This is only the latest shot in the recent back-and-forth about early release Wednesday. Some board members objected in July to the wording of a survey done by the foundation and PTA, saying it was misleading. (See that story here.) There was an email exchange. Then the foundation and PTA released the results of that survey, showing that most parents still object to early release Wednesday. (See that story here.)

And now this analysis. What do you think? Do these results merit a closer look, as suggested by the researcher, or are they conclusive enough to suggest ending the policy?

Here's the press release from the foundation:


Study Shows Correlation Between Early Release on Wednesdays

And Juvenile Crime and Arrests

LARGO, Fla. – A recent study conducted by a University of Tampa adjunct professor, Grant Smith, Ph.D., shows that since Early Release Wednesday was implemented, there has been a significant increase in juvenile arrests during the 8 a.m. to 4 p.m. shift on Wednesday during the school year.

The study looked at Wednesdays during the school year for a four year period starting with 2007-2008. Early release Wednesday was implemented during the 2009-2010 school year.

Key Findings of the report include:

·         The average number of annual admissions to the Juvenile Assessment Center declined in the two years following implementation of the Early Release policy.

·         Although the average annual admissions declined, the proportion of admissions on Wednesdays increased.

·         Following implementation of the Policy, Wednesdays became the leading day in terms of the number of admissions.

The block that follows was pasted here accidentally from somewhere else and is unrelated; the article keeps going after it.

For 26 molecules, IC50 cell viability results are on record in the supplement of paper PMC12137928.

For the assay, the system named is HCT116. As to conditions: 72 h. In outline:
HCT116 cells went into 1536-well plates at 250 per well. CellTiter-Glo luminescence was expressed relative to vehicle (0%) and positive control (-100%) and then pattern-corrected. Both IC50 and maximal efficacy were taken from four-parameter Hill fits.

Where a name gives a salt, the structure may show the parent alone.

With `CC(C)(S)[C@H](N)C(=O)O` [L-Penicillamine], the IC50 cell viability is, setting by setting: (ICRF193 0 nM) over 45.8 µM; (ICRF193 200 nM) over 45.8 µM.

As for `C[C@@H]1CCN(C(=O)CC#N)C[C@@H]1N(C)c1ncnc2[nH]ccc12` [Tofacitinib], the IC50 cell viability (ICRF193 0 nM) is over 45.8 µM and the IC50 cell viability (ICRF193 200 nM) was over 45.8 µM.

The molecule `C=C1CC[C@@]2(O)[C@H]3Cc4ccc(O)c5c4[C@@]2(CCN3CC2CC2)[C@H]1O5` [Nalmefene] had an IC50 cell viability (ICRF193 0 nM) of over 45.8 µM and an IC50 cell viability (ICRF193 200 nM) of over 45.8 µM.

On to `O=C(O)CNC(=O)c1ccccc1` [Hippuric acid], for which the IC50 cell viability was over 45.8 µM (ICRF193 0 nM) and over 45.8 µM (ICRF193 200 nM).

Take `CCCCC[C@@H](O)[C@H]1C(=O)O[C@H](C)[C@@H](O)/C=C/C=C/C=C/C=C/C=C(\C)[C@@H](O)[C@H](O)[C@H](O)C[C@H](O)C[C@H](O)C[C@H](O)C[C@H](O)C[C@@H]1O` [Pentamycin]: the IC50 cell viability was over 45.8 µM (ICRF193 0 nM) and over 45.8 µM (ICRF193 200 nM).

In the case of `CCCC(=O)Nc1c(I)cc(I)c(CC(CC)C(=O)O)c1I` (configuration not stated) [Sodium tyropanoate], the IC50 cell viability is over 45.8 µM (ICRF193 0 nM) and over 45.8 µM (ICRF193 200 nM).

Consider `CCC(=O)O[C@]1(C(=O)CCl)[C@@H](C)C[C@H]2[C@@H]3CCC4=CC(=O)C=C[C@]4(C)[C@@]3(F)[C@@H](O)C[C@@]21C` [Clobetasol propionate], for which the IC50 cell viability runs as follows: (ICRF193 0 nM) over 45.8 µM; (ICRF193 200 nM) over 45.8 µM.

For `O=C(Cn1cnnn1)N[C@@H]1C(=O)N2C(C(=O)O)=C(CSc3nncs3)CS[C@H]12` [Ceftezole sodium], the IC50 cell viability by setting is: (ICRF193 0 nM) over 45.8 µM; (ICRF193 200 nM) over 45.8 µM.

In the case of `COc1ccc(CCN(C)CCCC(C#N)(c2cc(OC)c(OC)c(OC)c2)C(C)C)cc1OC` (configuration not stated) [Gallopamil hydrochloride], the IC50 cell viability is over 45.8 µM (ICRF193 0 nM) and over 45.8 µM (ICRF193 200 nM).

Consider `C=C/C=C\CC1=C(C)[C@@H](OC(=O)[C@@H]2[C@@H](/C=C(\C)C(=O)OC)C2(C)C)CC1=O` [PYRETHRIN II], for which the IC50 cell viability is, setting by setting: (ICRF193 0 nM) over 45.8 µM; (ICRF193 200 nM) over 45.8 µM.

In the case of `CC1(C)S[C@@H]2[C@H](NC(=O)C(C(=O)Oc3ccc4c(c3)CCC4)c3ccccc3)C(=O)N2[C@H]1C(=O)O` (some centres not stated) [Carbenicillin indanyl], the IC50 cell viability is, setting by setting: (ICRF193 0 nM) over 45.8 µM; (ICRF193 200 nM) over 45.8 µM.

·         Following policy implementation the 12am-8am and 4pm-12am shifts declined in total admissions on Wednesdays.

·         Considering admissions declined during the other two shifts, it is the growth of Wednesday admissions during the 8am – 4pm shift that has pushed Wednesday to the top spot.

“The good news is that generally admissions to the Juvenile Assessment Center have declined.  Unfortunately admissions on Wednesdays during the 8 a.m. – 4 p.m. shift have grown significantly,” Smith said in his report.

Pinellas County Public Defender Bob Dillinger voiced his concern. “I’ve never been comfortable with the concept of Early Release Wednesday because the more unsupervised time any child has, the greater the chance he or she will get into trouble.”

The report shows the spike in arrests come during the 8 a.m. to 4 p.m. shift on Wednesdays: “In the years following implementation of the policy, Wednesday has become the busiest day of the week for admissions.  This change in the status of Wednesday comes about despite decreased admissions during the 12 a.m. – 8 a.m. and 4 p.m. – 12 a.m. shifts and is a direct result of growth in admissions during the 8 a.m -4 p.m. shift.”

 According to the U.S. Department of Justice’s Office of Juvenile Justice and Delinquency Prevention, juvenile violence peaks in the afterschool hours on school days and in the evenings on non-school days.

 President of the Pinellas County Council of Parent Teacher Associations Mary Bartholf stated, “When combining these statistics with the fact that parents have already voiced their opinions that Early Release Wednesday should be abolished, it is time for the school board and teacher’s union to come up with a different plan.”  

Early release Wednesday was implemented in order to give teachers more planning time.

 Parents for Pinellas Students (P4PS) chair and Pinellas Education Foundation board member Bob McIntyre stated, “Teachers do need planning time, and they need to be appropriately compensated. Pinellas County Schools has a $1.2 billion budget. The district needs to place a higher priority on teacher compensation rather than trying to appease teachers with a band-aid that has no long-term benefit to them and that is detrimental to students and their parents.”


See Smith's analysis attached below. 



[Last modified: Tuesday, August 21, 2012 6:33pm]